Sunday, 27 December 2009

ElvenQuest

An example of the law of unintended consequences: as a result of buying a Sony Reader I now listen to a lot more radio. Turns out it’s perfect for listening to radio recorded on the PS3, and that’s how I came to listen to this highly enjoyable programme.

After doing a Q&A at a bookshop fantasy novelist Samuel Porter is approached by three figures in strange costumes: Lord Vidar the elf, Penthiselea the warrior woman and Dean, a dwarf. They need the Chosen One to save their world from Lord Darkness. But Samuel isn’t the Chosen One: it’s his dog. Amis bounds straight into the quest for the Sword of Aznagar, turning into a human upon arrival in Lower Earth, while Samuel is only convinced to join by the pointed arguments offered by Penthiselea’s proud bosom.

ElvenQuest starts ominously: there’s a joke about fantasy fans not having girlfriends in the first minute, quickly followed by “you people take all this stuff too seriously”. I was all set to strap on my +3 sword of indignation, but thankfully it quickly left that stuff behind to race through six very funny, imaginative episodes that showed real affection for the material being spoofed.

Given the proximity of their broadcast dates, you can’t help wondering if Kröd Mandoon and ElvenQuest sprang from the same round of pitches – if so, Hat Trick backed the wrong horse, because this was substantially funnier than Kröd. For example, one episode begins with a solemn recital of all the tasks facing the heroes, ending with “for as it is written in the Great Elven Book of Knowing, isn’t life just one bloody thing after another”.

The cast is excellent, far outshining that of Kröd: Stephen Mangan, Darren Boyd, Sophie Winkleman, Kevin Eldon and Alistair McGowan, sounding exactly like Rowan Atkinson as Lord Darkness. I expect it’s easier to get actors to London for a few days than Hungary for a few months! And unlike its television rival, ElvenQuest’s satirical net covers more than a single movie. Lord of the Rings is obviously a big target (if target is the right word for such affectionate ribbing), but there’s also a lot of Thomas Covenant in here.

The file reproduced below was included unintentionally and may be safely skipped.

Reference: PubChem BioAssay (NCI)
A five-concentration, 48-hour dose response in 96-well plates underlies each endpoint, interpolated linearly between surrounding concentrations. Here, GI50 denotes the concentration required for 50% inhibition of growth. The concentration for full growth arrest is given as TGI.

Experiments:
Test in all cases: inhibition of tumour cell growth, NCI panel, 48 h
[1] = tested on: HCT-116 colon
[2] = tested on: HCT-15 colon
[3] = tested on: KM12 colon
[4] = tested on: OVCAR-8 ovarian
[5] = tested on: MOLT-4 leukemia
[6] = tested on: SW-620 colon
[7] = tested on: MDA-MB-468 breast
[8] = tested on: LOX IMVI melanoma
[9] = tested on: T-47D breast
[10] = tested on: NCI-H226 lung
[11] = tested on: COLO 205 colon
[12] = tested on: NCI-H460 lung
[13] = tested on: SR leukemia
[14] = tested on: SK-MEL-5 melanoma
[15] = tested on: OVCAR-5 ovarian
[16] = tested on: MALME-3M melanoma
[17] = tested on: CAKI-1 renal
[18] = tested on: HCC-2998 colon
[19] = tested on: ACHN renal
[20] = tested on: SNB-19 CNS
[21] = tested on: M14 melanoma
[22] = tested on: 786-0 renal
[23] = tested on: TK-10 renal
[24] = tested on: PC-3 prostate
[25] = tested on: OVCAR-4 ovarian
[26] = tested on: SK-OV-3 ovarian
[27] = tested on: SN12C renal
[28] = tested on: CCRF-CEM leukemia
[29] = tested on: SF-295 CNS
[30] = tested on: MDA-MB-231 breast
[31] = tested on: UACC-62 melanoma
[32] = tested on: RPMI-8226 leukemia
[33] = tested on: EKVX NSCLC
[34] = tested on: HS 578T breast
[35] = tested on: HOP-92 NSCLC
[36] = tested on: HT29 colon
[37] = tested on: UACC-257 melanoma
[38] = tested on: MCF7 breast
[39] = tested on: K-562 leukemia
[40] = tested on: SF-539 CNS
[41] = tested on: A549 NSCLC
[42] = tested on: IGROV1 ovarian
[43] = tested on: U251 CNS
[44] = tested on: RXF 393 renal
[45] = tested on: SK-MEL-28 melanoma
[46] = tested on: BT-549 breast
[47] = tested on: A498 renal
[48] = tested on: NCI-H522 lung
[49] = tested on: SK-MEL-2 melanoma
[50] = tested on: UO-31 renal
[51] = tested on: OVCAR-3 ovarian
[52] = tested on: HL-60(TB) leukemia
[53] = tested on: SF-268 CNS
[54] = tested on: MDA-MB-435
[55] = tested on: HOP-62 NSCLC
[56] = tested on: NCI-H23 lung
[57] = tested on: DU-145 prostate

Lord Darkness is consistently funny, not least when he has to check in to a retox centre to top up his evil. Readers of Groo #77 will feel the warm glow of recognition upon hearing many of the jokes about Amis, but they are just as funny the second time around. Some of the jokes are real groaners, but delivered with panache: the studio audience is having such a great time that it’s hard not to be caught up in the fun.

The ending sets up a second series, and I certainly hope one will be forthcoming. In the meantime, do listen out for repeats on BBC7.

ElvenQuest, Series one, 6x30mins, BBC Radio 4.

Kröd Mändoon and the Flaming Sword of Fire

Kröd Mändoon (Sean Maguire of Meet the Spartans) becomes a leader of the resistance, and with his merry band of outlaws searches for a way to strike at local overlord Dungalore (Matt Lucas). Sean Maguire – always decent in his US sitcom appearances – and the rest of the cast do a fair job, but Matt Lucas rules the roost from start to finish, shining in his first real acting role and making the very best out of every line. He’s clearly enjoying himself. It’s no surprise that his character gets the last scene of the last episode rather than the titular hero.